The congregation was allowed to start using the assistant church again. A written contract was made between the congregation and the town’s authorities. The move took place from August to September 1964. As the chapel had been damaged whilst standing empty, a quick renovation of the interior was carried out and the beautiful ceiling paintings were restored.

Mary Magdalene’s church, however, shared the destiny of many other holy buildings of Estonia – the empty church was used as a warehouse. The congregation’s archive (documents, church-books etc) was destroyed at the end of the Soviet period.


The congregation of St Mary Magdalene was revived in 1994 when the church on the Promenade was returned to the congregation.

The congregation started with 38 members who wished independence for the congregation. The building was used together with the Seventh Day Adventist congregation who had used the church since 1985. The then meagre interior decoration of the church met the needs of Adventists.

Life in the congregation changed in 1996 when the Archbishop of Finland Johannes ordained priest Aleksander (Aivar Sarapik) and deacon Platon (Jüri Ilves) to the congregation. In August 1997 Metropolitan Ambrosius of Oulu, Finland, ordained deacon Jüri Ilves as a priest, who started to serve the congregation.

The congregation had a chance to obtain a well-preserved iconostasis from an empty church in Suure-Jaani in 1998. It was transferred to Haapsalu, where it was restored and installed before Easter. The church adopted a traditional look. The congregation could finally move into their old building on Endla Street.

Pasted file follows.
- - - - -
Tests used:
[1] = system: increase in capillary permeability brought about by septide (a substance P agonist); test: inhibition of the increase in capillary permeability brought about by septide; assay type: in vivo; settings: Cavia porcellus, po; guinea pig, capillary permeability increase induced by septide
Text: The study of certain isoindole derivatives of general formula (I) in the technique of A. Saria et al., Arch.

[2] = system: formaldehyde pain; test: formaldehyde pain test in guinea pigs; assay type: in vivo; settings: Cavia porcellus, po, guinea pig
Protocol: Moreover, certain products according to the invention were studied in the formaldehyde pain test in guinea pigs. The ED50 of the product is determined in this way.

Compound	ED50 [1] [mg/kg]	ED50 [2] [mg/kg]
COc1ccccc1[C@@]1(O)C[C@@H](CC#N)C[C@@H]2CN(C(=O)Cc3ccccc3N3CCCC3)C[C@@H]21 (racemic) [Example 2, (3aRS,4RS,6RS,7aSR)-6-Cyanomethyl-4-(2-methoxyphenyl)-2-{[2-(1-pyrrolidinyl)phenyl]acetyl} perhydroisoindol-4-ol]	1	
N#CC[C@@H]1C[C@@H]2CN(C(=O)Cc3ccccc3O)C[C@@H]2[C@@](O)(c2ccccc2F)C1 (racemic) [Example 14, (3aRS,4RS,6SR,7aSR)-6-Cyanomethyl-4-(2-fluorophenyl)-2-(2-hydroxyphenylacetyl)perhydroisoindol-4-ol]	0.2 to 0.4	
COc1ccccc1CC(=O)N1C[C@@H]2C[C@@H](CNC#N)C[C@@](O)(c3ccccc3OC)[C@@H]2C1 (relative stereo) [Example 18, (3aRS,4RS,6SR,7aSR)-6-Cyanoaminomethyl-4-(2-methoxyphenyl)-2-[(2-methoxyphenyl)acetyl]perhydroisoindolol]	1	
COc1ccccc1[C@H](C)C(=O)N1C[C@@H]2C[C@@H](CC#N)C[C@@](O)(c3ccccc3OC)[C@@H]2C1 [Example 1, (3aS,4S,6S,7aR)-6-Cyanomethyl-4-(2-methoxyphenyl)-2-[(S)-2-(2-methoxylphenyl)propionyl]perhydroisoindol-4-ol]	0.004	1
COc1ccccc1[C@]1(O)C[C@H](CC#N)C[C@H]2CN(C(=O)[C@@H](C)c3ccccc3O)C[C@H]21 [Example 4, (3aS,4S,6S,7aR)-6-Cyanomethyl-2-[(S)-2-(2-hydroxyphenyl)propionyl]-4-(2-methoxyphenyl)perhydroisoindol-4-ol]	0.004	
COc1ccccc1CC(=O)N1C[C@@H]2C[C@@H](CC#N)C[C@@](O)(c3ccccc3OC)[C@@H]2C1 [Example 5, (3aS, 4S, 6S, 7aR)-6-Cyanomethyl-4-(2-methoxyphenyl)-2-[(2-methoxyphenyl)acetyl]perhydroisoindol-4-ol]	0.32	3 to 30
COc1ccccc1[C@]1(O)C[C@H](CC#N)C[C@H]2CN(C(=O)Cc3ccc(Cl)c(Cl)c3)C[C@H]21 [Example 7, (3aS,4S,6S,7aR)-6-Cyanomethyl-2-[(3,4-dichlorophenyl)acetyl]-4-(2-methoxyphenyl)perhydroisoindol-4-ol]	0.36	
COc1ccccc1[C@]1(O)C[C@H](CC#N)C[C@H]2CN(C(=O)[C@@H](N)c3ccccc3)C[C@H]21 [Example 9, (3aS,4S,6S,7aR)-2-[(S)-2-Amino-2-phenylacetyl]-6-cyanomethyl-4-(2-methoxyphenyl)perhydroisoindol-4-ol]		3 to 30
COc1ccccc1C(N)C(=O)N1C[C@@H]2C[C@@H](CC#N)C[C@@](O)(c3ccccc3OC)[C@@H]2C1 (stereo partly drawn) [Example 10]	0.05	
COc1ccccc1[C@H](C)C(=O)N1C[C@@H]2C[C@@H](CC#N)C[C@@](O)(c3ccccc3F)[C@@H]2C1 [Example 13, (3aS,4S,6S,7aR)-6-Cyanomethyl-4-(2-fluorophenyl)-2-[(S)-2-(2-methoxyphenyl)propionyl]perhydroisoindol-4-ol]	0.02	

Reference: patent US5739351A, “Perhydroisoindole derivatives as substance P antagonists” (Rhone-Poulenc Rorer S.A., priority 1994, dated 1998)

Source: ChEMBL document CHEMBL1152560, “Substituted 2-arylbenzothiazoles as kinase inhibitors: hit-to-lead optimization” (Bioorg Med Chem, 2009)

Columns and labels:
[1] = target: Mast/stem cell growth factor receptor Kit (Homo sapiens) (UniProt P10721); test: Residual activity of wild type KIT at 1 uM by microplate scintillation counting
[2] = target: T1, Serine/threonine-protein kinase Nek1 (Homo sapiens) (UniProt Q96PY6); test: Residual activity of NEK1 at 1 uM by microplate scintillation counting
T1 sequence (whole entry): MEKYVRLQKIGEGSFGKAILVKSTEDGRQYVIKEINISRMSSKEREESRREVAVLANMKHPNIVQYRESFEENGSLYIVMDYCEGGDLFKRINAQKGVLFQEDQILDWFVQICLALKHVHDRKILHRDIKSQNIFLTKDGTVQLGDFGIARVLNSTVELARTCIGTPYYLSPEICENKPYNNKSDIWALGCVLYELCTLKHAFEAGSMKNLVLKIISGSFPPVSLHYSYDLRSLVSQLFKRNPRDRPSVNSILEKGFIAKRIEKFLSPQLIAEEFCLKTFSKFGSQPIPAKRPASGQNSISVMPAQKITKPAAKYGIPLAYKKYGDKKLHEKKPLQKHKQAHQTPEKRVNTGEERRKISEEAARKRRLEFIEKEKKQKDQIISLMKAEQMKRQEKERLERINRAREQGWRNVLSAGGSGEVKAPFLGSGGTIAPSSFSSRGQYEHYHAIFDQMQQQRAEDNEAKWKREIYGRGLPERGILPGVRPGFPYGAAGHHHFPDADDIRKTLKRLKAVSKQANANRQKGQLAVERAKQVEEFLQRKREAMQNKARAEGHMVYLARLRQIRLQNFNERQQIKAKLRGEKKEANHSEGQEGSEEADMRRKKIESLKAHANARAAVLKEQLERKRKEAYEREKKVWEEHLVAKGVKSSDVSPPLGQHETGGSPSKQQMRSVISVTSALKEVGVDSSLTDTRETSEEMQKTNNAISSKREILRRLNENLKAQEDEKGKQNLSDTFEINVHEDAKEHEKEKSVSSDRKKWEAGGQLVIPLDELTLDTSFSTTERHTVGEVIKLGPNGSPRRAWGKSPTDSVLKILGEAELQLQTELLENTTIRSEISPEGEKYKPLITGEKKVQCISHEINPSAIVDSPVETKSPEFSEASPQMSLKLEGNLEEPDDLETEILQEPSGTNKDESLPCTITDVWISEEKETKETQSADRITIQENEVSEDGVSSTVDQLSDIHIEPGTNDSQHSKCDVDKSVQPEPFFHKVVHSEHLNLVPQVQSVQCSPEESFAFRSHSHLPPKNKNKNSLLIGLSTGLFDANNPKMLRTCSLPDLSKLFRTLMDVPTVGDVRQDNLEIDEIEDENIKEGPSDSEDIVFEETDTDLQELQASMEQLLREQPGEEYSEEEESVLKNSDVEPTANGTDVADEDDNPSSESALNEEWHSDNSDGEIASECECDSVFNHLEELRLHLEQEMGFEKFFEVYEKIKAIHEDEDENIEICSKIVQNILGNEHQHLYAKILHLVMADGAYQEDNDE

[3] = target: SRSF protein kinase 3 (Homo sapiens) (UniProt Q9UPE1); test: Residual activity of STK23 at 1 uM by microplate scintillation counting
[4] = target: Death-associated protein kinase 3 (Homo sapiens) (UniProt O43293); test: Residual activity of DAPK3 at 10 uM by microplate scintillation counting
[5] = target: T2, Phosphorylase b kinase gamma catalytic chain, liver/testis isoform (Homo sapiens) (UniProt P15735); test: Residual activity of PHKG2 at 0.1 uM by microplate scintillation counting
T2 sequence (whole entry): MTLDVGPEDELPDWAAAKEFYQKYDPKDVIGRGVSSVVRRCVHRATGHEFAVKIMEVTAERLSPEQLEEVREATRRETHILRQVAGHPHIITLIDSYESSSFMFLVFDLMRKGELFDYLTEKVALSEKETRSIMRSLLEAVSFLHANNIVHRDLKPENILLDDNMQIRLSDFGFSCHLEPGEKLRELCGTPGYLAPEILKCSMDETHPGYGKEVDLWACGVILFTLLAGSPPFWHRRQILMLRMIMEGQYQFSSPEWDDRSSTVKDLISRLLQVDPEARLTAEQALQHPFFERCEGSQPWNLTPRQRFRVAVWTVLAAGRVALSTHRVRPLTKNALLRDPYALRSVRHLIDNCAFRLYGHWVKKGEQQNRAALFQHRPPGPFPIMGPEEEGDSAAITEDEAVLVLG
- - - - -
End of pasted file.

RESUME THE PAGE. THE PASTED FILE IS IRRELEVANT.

The congregation has developed substantially during the last 10 years. It has two houses beside the churchin Linda Street. One is the priest’s home and the second is the guest-house of the congregation. One of the houses is more known as the Wikland House, as the world famous Swedish-Estonian artist Ilon Wikland spent her childhood there.

We look into the future with hope and faith to fill the several decades’ long void, which was created in the life of the congregation during the Soviet period.

Church’s stained glasses

The most notable event in the year 2012 was the instalment of stained glasses on two rose windows of the church, created by artist Dolores Hoffmann.

The stained glass on the northern window has a theme of Hope, depicting old Christian symbols like an anchor, a rainbow, a ship and a fish.

Hope

The stained glass on the southern window is called the Eucharist, on which a chalice, a discos, a grape tree, the monogram of Christ and two doves are depicted.

Visit of His All Holyness Patriarch Bartholomew

On September 10, 2013 our church and congregation was visited by His All Holiness Ecumenical Patriarch Bartholomew. A prayer service to Saint Mary Magdalene was held together. Priest Jüri Ilves welcomed the guests with a speech and gave the Patriarch small mementos. After that, the Patriarch gave a hearty welcoming speech. Mayor Urmas Sukles greeted the patriarch and his entourage with lavish and festive supper in the summer restaurant Kuursaal. They strolled on the banks of Promenaad and visited the Haapsalu Neurological Rehabilitation Center, where the patriarch greeted and blessed the hospital’s personnel and patients. Patriarch left Haapsalu on the very same day and headed to visit Finland.